Foreign investment in Canadian oil and gas, a topic that raised governmental concern when CNOOC Ltd. of China last year announced plans to acquire Nexen Inc. of Calgary for $15.1 billion, has averaged $20 billion/year since 2007, reports the Canadian Energy Research Institute (CERI).
CNOOC completed the Nexen takeover in February, helping China remain the leading non-Canadian country of origin for oil and gas capital invested in Canada (OGJ Online, Feb. 26, 2013).
Since 2007, the oil sands region has attracted $50 billion of investment from outside Canada, according to a CERI study. The Alberta Foothills region attracted $26 billion during the period and British Columbia, $21 billion.
“The East Coast has also been a popular destination for foreign investors, either through farm-in deals or through gaining licenses issued by the New Brunswick, Nova Scotia, and Newfoundland governments,” CERI says. Saskatchewan’s Bakken play remains mostly a domestic investment, and remoteness and lack of transportation have damped investment in the resource-rich Yukon and Northwest Territories.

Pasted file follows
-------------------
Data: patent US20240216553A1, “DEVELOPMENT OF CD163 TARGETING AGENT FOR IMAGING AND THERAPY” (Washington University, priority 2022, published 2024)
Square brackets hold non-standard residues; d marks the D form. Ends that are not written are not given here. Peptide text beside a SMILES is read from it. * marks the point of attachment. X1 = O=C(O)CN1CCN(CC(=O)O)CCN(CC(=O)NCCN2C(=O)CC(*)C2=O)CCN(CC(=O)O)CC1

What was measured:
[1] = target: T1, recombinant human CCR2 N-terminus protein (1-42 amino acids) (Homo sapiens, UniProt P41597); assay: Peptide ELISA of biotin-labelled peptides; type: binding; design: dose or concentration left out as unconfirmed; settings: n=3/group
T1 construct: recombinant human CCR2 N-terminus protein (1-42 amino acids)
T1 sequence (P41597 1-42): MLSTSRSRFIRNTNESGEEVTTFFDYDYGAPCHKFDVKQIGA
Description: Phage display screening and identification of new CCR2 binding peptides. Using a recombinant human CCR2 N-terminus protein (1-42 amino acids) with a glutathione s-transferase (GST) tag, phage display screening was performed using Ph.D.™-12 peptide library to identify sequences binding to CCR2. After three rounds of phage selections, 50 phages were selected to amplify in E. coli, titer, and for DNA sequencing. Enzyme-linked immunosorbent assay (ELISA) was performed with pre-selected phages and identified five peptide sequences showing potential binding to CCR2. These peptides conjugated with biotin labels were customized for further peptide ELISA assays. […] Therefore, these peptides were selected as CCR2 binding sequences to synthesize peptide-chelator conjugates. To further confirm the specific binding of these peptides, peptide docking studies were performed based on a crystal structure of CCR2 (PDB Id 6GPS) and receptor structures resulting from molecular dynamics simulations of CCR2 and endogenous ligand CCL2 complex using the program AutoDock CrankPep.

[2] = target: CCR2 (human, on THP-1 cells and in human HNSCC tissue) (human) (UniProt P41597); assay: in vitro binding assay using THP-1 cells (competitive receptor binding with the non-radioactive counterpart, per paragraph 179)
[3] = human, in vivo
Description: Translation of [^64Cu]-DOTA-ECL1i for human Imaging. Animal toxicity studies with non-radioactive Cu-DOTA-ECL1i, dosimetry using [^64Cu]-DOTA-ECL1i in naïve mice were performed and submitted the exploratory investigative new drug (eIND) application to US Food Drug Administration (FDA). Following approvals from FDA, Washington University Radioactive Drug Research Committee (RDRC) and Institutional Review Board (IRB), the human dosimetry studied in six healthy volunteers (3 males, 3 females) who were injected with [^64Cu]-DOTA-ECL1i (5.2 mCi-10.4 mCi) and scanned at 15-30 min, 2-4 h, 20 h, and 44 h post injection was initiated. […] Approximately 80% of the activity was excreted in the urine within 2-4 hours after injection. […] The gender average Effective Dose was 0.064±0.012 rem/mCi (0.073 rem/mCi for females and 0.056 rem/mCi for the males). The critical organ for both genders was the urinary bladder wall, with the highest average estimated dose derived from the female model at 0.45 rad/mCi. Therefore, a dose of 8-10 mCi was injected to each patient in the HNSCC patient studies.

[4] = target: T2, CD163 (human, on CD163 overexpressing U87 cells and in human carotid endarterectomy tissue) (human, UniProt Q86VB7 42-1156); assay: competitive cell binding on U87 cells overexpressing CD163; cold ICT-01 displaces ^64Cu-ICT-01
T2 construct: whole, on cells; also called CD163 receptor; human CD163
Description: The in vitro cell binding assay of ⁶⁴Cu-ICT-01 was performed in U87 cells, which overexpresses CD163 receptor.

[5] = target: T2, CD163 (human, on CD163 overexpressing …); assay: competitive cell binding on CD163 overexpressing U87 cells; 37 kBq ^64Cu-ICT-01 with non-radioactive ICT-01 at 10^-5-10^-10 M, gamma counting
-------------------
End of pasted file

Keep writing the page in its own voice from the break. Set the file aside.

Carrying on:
CERI says Canada is attractive to foreign investors because it provides full access to oil and gas reserves and, as a nation of laws, has low country risk, “which is rare among oil and gas-producing nations.”
Of about $100 billion in total foreign investment in Canadian oil and gas during 2007-13, CERI says, 28% has been from China, 19% from the US, and 15% from the UK and Netherlands together. Smaller shares of the total are United Arab Emirates 8%; Malaysia 7%; and South Korea, France, and Japan, 5% each.
When the Canadian government last December approved the CNOOC acquisition of Nexen, as well as the $5.5 billion acquisition of Progress Energy Resources Corp. of Calgary by state-owned Petronas of Malaysia, it expressed concern about rising ownership of Canadian oil-sands properties by state-owned enterprises. It said it would approve further such acquisitions “on an exceptional basis only.”